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EU 'energy summit'

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The EU summit on 4 February was billed as an energy summit. In fact it occurred during the on-going Eurozone crisis and faster moving events in Egypt, so politicians spent most of the time talking about these issues rather than energy.

They did discuss energy briefly, but said little new or unexpected.

The conclusions, largely drafted before the summit, state that:

“Over the years, a lot of work has been carried out on the main strands of an EU energy policy, including the setting of ambitious energy and climate change objectives and the adoption of comprehensive legislation supporting these objectives.”

Well, all observers and participants would agree that there’s been a lot of work.  Many would agree that the EU has set ambitious energy and climate change objectives – the EU is, after all, very keen on targets and timetables.  The 20% renewables target by 2020 is quite ambitious, though can certainly be met.  The 20% greenhouse gas reduction target, again by 2020, may have seemed ambitious before the recession, but isn’t now due to the decline in economic activity.  It should be increased to 30%.  The 2020 20% energy savings target is ambitious in that the EU is on track only to deliver half of it, though with strong and sensible policies the energy savings potential is far higher.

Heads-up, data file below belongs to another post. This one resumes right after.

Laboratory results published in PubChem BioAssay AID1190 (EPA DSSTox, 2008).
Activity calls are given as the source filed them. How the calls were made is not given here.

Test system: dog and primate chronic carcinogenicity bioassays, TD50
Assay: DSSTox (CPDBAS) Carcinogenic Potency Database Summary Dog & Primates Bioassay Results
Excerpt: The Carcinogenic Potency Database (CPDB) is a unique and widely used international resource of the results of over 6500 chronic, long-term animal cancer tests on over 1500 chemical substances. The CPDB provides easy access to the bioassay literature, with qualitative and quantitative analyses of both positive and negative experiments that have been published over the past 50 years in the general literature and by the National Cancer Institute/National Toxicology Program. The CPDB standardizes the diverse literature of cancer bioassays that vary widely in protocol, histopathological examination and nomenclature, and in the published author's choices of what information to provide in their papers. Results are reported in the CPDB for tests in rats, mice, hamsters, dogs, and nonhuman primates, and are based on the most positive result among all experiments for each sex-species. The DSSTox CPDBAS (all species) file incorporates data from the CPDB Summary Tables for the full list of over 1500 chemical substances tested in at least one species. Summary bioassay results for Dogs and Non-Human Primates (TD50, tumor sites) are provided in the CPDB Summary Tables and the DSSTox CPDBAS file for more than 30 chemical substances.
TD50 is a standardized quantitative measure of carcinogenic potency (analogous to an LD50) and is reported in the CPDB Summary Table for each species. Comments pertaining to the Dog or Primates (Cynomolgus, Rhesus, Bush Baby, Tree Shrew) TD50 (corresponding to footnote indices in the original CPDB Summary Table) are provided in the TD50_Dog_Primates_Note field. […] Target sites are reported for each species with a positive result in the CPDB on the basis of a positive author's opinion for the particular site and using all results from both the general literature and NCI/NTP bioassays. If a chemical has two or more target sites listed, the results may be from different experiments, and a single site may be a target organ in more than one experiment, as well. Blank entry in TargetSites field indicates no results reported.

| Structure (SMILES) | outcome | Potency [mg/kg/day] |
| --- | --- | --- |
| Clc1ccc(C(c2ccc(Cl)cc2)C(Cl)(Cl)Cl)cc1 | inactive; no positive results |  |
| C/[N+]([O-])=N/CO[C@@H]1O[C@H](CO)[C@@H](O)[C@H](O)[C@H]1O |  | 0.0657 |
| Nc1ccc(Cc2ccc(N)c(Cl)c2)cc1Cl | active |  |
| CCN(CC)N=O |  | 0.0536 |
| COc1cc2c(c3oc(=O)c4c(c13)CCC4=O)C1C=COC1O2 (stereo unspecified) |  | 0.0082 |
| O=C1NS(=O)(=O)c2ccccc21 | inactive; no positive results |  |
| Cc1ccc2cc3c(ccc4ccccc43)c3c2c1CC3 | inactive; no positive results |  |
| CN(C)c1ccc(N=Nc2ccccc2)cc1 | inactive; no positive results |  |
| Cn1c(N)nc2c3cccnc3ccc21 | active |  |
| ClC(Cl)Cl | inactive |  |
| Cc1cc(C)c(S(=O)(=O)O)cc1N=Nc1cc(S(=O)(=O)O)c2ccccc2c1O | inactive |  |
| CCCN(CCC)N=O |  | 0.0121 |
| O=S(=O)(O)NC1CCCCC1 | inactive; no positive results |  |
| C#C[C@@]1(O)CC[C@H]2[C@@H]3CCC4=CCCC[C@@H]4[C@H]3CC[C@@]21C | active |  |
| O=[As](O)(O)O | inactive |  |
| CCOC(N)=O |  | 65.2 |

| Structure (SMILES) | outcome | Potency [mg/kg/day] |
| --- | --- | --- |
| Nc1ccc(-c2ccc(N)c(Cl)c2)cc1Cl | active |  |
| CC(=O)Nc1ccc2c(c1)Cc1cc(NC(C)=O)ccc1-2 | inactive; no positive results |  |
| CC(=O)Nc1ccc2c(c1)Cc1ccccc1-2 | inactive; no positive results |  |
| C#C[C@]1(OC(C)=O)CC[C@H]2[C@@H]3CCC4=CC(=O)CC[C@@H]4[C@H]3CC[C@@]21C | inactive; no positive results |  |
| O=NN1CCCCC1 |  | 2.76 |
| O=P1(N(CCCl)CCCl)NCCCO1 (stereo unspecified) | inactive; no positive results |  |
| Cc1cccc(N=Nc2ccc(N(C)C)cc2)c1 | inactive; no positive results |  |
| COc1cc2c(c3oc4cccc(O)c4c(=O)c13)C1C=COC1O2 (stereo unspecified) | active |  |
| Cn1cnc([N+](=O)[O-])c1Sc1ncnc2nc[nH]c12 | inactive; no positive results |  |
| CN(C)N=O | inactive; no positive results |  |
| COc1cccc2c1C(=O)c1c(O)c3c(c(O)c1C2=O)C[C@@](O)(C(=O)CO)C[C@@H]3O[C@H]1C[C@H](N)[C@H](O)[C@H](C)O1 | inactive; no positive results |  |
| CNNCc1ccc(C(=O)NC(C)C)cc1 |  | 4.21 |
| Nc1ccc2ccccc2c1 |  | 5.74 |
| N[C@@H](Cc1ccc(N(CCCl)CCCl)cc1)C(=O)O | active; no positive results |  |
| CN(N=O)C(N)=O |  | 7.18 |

The EU has a new energy efficiency action plan due out in early March.  This should be used to tighten up existing laws, and spend more of its existing budget on energy efficiency programmes. The EU should tighten standards for the use of energy in buildings, electronic appliances and cars. It must also focus on Combined Heat and Power (CHP).  Europe wastes massive amounts of energy because most power stations do not capture and use the heat they produce when they generate electricity. The Commission said after the summit that it would consider making Best Available Technology (BAT) mandatory for the authorisation of new energy generation capacity and renewal of existing installations.  The BAT approach is of course open to considerable definitional debate: what is ‘best’?; what is ‘cost-effective’?  Yet CHP technology is clearly available and cost effective, so should be made mandatory on new capacity.

The heads of government spent most of their (reduced) discussion of energy on energy supply rather than energy efficiency.  Unfortunately this was entirely predictable: energy efficiency just isn’t seen as sufficiently politically sexy.  They said that the internal market for energy should be completed by 2014 – another target and timetable.  They had previously had the target date of completion by March 2011, but those won’t be met, so obviously another timetable is needed.

They did better on renewables.  The Commission had been calling for an EU wide feed-in tariff, but this was rejected in favour of greater harmonization of existing schemes – an approach pushed in particular by the German government.  An EU-wide system isn’t necessary, and would anyway have to operate differently in different countries to reflect the differing renewables potential (sine it makes more sense to support solar PV in southern Europe than in northern Europe).  Regulatory uncertainty increases the cost of capital for developers; endless debate about a Europe-wide feed-in tariff would do this, just as the endless debate in the UK about the renewables obligation versus the feed-in tariff has done for UK developers.